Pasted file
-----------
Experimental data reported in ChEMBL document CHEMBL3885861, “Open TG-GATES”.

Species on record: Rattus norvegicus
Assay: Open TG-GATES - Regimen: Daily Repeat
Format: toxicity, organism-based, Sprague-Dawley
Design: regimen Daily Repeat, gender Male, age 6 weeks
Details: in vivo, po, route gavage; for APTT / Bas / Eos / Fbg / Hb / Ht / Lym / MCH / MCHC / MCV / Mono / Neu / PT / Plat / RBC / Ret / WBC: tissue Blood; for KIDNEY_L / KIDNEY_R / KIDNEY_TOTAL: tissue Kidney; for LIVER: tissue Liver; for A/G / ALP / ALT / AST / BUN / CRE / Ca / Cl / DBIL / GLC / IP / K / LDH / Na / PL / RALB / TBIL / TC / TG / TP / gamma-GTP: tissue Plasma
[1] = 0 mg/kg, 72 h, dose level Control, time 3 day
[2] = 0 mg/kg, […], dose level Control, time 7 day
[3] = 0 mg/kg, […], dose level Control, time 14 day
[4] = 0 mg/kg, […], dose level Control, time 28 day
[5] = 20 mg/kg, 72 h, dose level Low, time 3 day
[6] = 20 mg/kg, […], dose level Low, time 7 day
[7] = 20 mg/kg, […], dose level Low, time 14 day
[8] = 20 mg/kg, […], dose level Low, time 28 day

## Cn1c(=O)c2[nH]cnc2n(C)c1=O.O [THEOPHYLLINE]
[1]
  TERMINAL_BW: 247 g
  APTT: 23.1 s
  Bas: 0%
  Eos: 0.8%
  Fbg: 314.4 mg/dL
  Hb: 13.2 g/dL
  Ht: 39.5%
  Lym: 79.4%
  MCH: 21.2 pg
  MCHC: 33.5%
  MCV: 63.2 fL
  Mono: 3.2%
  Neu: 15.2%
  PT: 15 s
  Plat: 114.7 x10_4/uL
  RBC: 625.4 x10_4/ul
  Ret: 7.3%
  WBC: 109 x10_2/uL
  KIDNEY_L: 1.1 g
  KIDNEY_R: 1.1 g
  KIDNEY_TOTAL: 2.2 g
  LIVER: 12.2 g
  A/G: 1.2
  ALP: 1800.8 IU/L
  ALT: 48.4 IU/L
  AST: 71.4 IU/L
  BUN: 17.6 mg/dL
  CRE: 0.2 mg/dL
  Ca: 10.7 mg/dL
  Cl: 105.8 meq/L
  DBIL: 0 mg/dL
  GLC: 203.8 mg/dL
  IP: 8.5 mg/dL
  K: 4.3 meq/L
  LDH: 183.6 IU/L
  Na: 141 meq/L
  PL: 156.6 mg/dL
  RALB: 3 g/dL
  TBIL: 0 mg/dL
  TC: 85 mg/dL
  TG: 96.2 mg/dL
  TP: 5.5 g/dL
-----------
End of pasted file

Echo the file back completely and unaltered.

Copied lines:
Experimental data reported in ChEMBL document CHEMBL3885861, “Open TG-GATES”.

Species on record: Rattus norvegicus
Assay: Open TG-GATES - Regimen: Daily Repeat
Format: toxicity, organism-based, Sprague-Dawley
Design: regimen Daily Repeat, gender Male, age 6 weeks
Details: in vivo, po, route gavage; for APTT / Bas / Eos / Fbg / Hb / Ht / Lym / MCH / MCHC / MCV / Mono / Neu / PT / Plat / RBC / Ret / WBC: tissue Blood; for KIDNEY_L / KIDNEY_R / KIDNEY_TOTAL: tissue Kidney; for LIVER: tissue Liver; for A/G / ALP / ALT / AST / BUN / CRE / Ca / Cl / DBIL / GLC / IP / K / LDH / Na / PL / RALB / TBIL / TC / TG / TP / gamma-GTP: tissue Plasma
[1] = 0 mg/kg, 72 h, dose level Control, time 3 day
[2] = 0 mg/kg, […], dose level Control, time 7 day
[3] = 0 mg/kg, […], dose level Control, time 14 day
[4] = 0 mg/kg, […], dose level Control, time 28 day
[5] = 20 mg/kg, 72 h, dose level Low, time 3 day
[6] = 20 mg/kg, […], dose level Low, time 7 day
[7] = 20 mg/kg, […], dose level Low, time 14 day
[8] = 20 mg/kg, […], dose level Low, time 28 day

## Cn1c(=O)c2[nH]cnc2n(C)c1=O.O [THEOPHYLLINE]
[1]
  TERMINAL_BW: 247 g
  APTT: 23.1 s
  Bas: 0%
  Eos: 0.8%
  Fbg: 314.4 mg/dL
  Hb: 13.2 g/dL
  Ht: 39.5%
  Lym: 79.4%
  MCH: 21.2 pg
  MCHC: 33.5%
  MCV: 63.2 fL
  Mono: 3.2%
  Neu: 15.2%
  PT: 15 s
  Plat: 114.7 x10_4/uL
  RBC: 625.4 x10_4/ul
  Ret: 7.3%
  WBC: 109 x10_2/uL
  KIDNEY_L: 1.1 g
  KIDNEY_R: 1.1 g
  KIDNEY_TOTAL: 2.2 g
  LIVER: 12.2 g
  A/G: 1.2
  ALP: 1800.8 IU/L
  ALT: 48.4 IU/L
  AST: 71.4 IU/L
  BUN: 17.6 mg/dL
  CRE: 0.2 mg/dL
  Ca: 10.7 mg/dL
  Cl: 105.8 meq/L
  DBIL: 0 mg/dL
  GLC: 203.8 mg/dL
  IP: 8.5 mg/dL
  K: 4.3 meq/L
  LDH: 183.6 IU/L
  Na: 141 meq/L
  PL: 156.6 mg/dL
  RALB: 3 g/dL
  TBIL: 0 mg/dL
  TC: 85 mg/dL
  TG: 96.2 mg/dL
  TP: 5.5 g/dL